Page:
SOIL ‘GIVES A KICK’ TO CLIMATE CHANGE

SOIL ‘GIVES A KICK’ TO CLIMATE CHANGE

Jeffrey Severinghaus Ice cores from the West Antarctic Ice Sheet. Scientists use these ice cores to measure the presence of carbon dioxide and other atmospheric gases during the last ice age.
Jeffrey Severinghaus
Ice cores from the West Antarctic Ice Sheet. Scientists use these ice cores to measure the presence of carbon dioxide and other atmospheric gases during the last ice age.

by Sarah Kramer
Nov 24, 2014

Yes, humans are releasing huge amounts of carbon dioxide into the atmosphere by burning fossil fuels. But we might be boosting the emissions from an unexpected place: the earth beneath our feet. 

Antarctic warming periods in the ancient past shows that soils may have amplified rises in temperature that occurred thousands of years ago. This could mean an unexpected wallop of excess CO2 into the atmosphere in response to global warming and decades of human fossil-fuel. 

“Humans are causing climate change,” said Dr. Jeffrey Severinghaus, “But Mother Nature’s going to give it a little kick.” 

Severinghaus, a professor at University of California-San Diego’s Scripps Institute of Oceanography, presented this research at the Comer Abrupt Climate Change Conference this fall. 

Climate scientists previously thought that atmospheric carbon dioxide rose gradually and steadily when natural sources like soil were involved. However, Severinghaus’ work with ice cores that trap ancient pockets of carbon dioxide show that the rising levels also occurs in abrupt jumps, suggesting that the Earth’s feedback might be magnifying other increases. About half of the carbon dioxide in the atmosphere after the last ice age was distributed in these jumps, he said. 

Jeffrey Severinghaus A scientist pulls out one of the West Antarctic ice cores. "Ice has a thermal memory," said Severinghaus, "the same way a cool cellar has a memory of winter."
Jeffrey Severinghaus
A scientist pulls out one of the West Antarctic ice cores. “Ice has a thermal memory,” said Severinghaus, “the same way a cool cellar has a memory of winter.”

The mismatch at times between the increase in temperature and the increase in carbon dioxide, Severinghaus said, is evidence of a “feedback loop” in the Earth’s natural carbon dioxide releases. He estimated that half of the rise in carbon dioxide levels during the natural warming period that began 18,000 years ago happened in “little jumps,” independent of air-temperature rise. 

“We think that these little jumps are telling us that soils do actually give off CO2 in a warming climate,” Severinghaus said. “We want to know if natural soils will give out excess CO2 in response to the warming caused by humans.” 

Comparing the Antarctic work to previous investigations on Greenland, Severinghaus and his team found that temperatures rose in the North Atlantic first, with the southern hemisphere warming starting nearly 200 years later. These increases in temperature are also linked to large releases of icebergs into the Atlantic, called Heinrich events.

“What’s really fascinating,” Severinghaus said, “Is that these events happen a long time before the warming.” 

Heinrich events are part of a pattern of a shifting global climate reaching back to the last ice age. Once icebergs are released en masse into the North Atlantic, the northern hemisphere cools and the southern hemisphere warms.

The precise timing of Heinrich events wasn’t known until an innovative research technique used by Severinghaus’ team. By melting ice cores and measuring the methane released, scientists could measure changes in atmosphere with unprecedented accuracy.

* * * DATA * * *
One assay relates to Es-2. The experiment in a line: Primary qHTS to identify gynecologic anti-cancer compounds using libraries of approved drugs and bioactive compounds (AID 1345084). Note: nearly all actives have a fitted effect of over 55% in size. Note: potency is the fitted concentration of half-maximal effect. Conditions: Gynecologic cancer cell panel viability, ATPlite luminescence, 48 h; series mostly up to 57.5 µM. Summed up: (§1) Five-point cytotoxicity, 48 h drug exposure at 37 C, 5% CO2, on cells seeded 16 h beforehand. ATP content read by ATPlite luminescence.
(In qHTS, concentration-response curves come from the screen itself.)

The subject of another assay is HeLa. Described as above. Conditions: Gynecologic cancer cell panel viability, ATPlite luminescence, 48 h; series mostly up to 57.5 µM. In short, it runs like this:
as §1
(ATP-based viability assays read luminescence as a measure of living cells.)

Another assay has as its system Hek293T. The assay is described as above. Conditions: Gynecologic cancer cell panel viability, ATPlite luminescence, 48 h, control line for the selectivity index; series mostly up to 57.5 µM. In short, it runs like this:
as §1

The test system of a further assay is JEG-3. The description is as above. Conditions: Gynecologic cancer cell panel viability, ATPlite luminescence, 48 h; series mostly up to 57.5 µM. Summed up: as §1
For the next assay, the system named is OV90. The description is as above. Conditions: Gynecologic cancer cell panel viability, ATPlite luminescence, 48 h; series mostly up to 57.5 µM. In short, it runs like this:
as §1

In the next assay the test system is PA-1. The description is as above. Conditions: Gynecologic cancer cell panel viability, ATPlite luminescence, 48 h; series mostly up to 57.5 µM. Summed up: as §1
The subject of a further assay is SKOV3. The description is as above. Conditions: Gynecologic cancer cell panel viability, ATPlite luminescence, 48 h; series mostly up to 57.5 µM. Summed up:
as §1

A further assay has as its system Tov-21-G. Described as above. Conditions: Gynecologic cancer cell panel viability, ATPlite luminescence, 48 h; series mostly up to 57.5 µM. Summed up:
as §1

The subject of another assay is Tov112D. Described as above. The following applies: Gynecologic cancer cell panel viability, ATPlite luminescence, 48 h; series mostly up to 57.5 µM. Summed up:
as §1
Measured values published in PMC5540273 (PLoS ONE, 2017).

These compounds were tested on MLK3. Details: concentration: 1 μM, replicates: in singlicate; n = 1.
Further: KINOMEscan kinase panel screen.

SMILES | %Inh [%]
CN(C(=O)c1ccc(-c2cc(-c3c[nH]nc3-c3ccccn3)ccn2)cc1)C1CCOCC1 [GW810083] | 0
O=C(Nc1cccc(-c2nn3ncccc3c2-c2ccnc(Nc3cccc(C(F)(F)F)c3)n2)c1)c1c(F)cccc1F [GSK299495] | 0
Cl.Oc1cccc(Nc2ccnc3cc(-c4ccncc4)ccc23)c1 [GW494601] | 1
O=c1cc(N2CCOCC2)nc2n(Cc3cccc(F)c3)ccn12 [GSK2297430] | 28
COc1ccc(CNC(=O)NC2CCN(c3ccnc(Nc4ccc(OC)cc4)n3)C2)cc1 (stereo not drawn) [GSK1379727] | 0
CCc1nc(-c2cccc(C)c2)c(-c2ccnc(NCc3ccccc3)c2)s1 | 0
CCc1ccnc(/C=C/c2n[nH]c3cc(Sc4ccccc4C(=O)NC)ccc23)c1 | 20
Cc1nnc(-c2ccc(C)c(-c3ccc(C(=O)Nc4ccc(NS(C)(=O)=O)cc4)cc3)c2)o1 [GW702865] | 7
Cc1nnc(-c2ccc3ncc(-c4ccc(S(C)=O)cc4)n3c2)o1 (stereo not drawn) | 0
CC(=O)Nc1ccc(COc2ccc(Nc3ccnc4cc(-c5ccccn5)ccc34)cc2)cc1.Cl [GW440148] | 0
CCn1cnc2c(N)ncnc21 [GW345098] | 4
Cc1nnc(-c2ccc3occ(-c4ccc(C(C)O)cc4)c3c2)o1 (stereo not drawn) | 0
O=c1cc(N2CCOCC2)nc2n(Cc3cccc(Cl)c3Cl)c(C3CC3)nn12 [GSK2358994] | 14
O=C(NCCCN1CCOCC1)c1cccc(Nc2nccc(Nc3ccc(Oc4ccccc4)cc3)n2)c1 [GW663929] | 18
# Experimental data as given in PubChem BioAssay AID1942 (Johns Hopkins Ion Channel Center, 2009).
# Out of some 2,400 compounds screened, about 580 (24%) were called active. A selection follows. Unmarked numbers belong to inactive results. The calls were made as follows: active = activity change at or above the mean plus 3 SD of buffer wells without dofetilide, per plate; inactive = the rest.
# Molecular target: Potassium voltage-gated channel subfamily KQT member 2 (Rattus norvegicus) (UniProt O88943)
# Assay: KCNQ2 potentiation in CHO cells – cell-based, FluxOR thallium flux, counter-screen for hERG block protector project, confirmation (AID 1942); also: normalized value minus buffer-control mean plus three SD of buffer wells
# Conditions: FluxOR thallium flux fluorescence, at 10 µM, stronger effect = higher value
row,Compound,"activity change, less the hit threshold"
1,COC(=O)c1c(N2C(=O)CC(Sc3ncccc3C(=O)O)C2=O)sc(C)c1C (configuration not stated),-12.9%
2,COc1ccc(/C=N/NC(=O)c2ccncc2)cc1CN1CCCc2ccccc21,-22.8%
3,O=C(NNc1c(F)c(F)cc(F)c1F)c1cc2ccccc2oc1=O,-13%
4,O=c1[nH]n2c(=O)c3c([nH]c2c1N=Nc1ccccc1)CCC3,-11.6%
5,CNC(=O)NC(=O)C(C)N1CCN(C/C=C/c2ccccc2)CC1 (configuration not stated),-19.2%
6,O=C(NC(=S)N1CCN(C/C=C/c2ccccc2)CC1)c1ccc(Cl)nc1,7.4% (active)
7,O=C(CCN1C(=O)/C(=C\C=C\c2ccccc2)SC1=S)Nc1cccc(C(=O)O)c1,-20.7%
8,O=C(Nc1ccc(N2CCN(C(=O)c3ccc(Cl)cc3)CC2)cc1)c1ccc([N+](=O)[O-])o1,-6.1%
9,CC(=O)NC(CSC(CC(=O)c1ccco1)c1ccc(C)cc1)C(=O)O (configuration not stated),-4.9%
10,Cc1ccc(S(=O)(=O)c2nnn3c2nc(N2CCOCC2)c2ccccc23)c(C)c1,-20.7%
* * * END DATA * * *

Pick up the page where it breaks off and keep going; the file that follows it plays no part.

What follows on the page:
Jeffrey Severinghaus Blue ice on the West Antarctic Ice Sheet. Blue ice is formed when snowfall compresses to become part of the glacier.
Jeffrey Severinghaus
Blue ice on the West Antarctic Ice Sheet. Blue ice is formed when snowfall compresses to become part of the glacier.

Since methane is well mixed throughout the atmosphere, Severinghaus told fellow scientists, a record of a shift in the Antarctic means a shift worldwide. Carbon dioxide increases more slowly than methane and the air temperature.

Together with increased rain in the tropics and other events, Severinghaus said this shows that the Earth’s climate patterns can shift between states of cooling and warming but remain within a fairly narrow, stable range. The worry is that humans might be pushing these modes to the extreme, potentially launching the Earth into a new range of climate events.

“It’s possible that in this very complicated climate system there might be states that we accidentally discover,” Severinghaus said, “And that, all of a sudden, the climate might change dramatically in a few years.”

Despite the catastrophic messages ancient climates seem to be sending us, Severinghaus said that few people alive now will be around to see the all results of the carbon-dioxide feedback loop or disappearing glaciers. But we can expect to see coastal flooding, more severe storms and droughts—exacerbating starvation, resource conflicts and the problem of climate refugees as populations flee affected areas.

For the Midwest, alternation between extreme drought and heavier rainfall will lead to flooding, endangering crops and livelihoods throughout the region, according to the recently released 2014 National Climate Assessment.

We don’t know, Severinghaus said, “where the natural system will take control and the whole system will shift without us being able to know anything about it.”

Severinghaus emphasized that while the Earth can swing between climate states and even contribute to its own warming, the human element is at the heart of the current abrupt climate change.

“The most important part is that humans are putting [carbon dioxide] into the atmosphere,” he said, “And that’s causing global temperatures to rise.”


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